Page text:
Senator Hirono (D-HI) asked him if he denied ever being a sloppy drunk in college. Kavanaugh responded that he never was, and gave an inventory of his sports activities and his academic record and reminded her that this was at Yale. When Blumenthal asked about something he wrote at Yale about having to piece together the next day what happened the night before, when he fell out of a bus at 4:45 am, Kavanaugh interrupted him, told him that they had come back from a football game, gave some details about the game, which looked a lot like filibustering to me, then continued to talk about all the fun he had had with all of his friends, and that he had paid for all the tickets and rented the bus himself, etc. For all of his friends. When Senator Leahy brought up the school yearbook, Kavanaugh aggressively interrupted him and insisted on talking about his academic record and his sports accomplishments in high school.

Conclusion:  The fact that he played sports and was academically successful in high school and in college is evidence that he can’t ever have been a sloppy drunk, and he also didn’t have to piece things together the next day after falling out of a bus at night after going to a football game because, well, I suppose because he was popular?

Kavanaugh went on and on during this hearing about his good friendships with lots of women, as if that disproves Dr. Ford’s accusations of sexual assault. So Senator Harris asked him if he thought men are capable of having good relationships with some women and treating other women badly? “Of course,” Kavanaugh replied, but starting at age 14, you can talk to 64 women who knew him more than 35 years ago, and who signed a letter to support him. And he repeated his record for having the most female clerks of any circuit judge.

Conclusion: He has good friendships with lots of women, not some. So there you have it — he’s innocent.

Another good question by Senator Harris: Kavanaugh said in his opening statement that this is a left-wing conspiracy against him. However, last year this same president nominated another Supreme Court justice who was accepted in a Supreme Court confirmation hearing by this same body. She pointed out the many similarities between Justice Gorsuch and Kavanaugh: they both went to prestigious prep schools, they both went to Georgetown University, they both clerked for Justice Kennedy and they were both questioned about their work record. The only difference between Kavanaugh and Justice Gorsuch is that Kavanaugh is accused of sexual assault. How did he reconcile his treatment, when compared to Gorsuch’s, with the notion that this is a conspiracy? Kavanaugh: “I’ve discussed that in my opening statement.” In other words: I’m just not going to answer.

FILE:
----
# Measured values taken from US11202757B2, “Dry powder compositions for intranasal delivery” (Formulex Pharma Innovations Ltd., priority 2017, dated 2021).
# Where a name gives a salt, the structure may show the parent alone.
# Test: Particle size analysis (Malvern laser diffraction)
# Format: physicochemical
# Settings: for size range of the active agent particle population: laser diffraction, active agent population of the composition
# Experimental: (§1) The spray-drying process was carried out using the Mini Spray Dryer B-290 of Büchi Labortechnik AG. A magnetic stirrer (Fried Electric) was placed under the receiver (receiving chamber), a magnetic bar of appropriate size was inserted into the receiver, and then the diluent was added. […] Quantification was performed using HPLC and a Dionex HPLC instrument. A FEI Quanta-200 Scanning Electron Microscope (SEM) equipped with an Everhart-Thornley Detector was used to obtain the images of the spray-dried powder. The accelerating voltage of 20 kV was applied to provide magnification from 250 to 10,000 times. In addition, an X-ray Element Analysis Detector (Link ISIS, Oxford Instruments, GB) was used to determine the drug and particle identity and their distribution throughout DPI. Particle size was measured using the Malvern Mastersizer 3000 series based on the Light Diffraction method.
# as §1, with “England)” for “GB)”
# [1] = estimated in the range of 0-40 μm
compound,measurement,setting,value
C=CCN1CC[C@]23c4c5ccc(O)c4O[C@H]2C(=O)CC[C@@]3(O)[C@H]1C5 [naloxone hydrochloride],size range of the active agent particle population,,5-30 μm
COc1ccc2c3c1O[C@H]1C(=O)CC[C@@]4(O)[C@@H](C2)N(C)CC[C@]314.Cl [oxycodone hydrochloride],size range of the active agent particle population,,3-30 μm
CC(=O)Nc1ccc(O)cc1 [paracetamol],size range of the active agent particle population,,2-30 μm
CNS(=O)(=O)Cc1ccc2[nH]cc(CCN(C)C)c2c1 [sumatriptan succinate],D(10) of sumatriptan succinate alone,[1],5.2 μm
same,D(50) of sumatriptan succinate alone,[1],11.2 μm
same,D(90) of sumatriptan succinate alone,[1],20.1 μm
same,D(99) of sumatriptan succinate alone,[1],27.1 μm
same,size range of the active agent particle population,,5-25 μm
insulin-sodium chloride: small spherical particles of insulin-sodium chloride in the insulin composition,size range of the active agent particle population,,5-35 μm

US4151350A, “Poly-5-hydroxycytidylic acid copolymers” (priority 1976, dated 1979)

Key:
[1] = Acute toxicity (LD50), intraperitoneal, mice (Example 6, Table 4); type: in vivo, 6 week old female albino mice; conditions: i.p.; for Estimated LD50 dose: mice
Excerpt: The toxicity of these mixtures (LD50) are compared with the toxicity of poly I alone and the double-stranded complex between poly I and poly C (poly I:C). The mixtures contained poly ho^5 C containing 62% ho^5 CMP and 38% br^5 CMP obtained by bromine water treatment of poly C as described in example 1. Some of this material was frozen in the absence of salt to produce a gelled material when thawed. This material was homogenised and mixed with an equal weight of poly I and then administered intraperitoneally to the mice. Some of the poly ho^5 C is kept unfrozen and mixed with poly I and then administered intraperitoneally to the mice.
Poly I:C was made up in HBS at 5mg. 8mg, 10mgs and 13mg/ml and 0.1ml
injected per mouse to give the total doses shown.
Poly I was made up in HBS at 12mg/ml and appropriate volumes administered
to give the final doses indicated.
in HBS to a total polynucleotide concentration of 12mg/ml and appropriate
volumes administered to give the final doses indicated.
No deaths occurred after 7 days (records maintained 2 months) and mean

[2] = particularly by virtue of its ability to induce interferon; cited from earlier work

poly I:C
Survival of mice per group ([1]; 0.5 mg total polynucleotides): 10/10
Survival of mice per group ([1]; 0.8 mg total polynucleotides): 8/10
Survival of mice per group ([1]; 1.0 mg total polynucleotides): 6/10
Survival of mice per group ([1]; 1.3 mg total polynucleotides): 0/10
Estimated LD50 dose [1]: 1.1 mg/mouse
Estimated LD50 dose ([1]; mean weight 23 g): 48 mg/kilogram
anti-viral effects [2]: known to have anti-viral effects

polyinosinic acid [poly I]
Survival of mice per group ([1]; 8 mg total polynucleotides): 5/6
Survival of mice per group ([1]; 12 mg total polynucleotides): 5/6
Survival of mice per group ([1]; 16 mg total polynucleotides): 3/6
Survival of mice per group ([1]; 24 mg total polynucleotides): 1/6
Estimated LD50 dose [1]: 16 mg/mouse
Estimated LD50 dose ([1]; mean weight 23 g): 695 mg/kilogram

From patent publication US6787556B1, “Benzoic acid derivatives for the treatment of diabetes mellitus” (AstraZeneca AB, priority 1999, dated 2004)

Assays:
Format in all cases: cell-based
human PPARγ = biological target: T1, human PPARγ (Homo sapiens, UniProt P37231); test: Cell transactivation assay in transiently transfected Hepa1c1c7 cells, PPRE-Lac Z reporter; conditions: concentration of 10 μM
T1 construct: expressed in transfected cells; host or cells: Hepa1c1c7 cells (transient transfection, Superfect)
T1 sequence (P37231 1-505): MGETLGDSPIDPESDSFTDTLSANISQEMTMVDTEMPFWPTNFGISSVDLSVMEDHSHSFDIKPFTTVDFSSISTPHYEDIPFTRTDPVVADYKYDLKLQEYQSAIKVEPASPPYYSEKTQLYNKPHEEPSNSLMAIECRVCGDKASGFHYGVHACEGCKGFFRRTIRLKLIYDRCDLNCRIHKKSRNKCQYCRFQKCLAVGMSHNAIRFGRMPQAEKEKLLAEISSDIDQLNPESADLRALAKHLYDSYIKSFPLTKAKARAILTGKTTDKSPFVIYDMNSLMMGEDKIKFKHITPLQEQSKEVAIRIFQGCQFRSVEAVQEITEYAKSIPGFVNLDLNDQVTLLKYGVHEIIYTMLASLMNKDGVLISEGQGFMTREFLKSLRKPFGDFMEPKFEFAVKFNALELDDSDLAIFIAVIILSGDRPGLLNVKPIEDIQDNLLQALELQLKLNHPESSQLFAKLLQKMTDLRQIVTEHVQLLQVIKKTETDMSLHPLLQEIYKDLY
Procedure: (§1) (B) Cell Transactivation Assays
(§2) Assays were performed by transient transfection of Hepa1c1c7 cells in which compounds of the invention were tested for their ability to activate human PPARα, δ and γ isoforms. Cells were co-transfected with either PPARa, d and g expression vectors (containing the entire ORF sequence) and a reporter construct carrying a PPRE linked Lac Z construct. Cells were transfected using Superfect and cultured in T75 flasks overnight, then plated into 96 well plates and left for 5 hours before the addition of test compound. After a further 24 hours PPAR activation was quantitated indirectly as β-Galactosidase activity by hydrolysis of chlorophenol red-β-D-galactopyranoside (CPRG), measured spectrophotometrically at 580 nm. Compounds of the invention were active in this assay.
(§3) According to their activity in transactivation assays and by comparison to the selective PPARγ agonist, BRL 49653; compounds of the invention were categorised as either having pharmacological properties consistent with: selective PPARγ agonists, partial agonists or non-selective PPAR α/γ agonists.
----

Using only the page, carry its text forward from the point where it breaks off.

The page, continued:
So, his arguments, or his defense against Dr. Ford’s accusations of sexual assault were endless repetitions of: The FBI just fills out forms; I’m innocent because I say so, because lots of women whom I haven’t sexually assaulted say so, because my friend and alleged accomplice sent a note saying so, because I played sports and worked hard school and at  Yale, and because I had lots and lots of friends. And everyone should just get this Supreme Court confirmation hearing over and done with and just give me this job as Supreme Court justice and leave me alone, again, because I was a good student and a great athlete and because I went to Yale, and because I also have an impressive work record, and because this week has been really rough.

You’d think someone who’s nominated for the Supreme Court could do better. Especially his refusal to ask for an FBI investigation is strange. Senator Blumenthal reminded him that “as a judge, you always want the best evidence, don’t you?”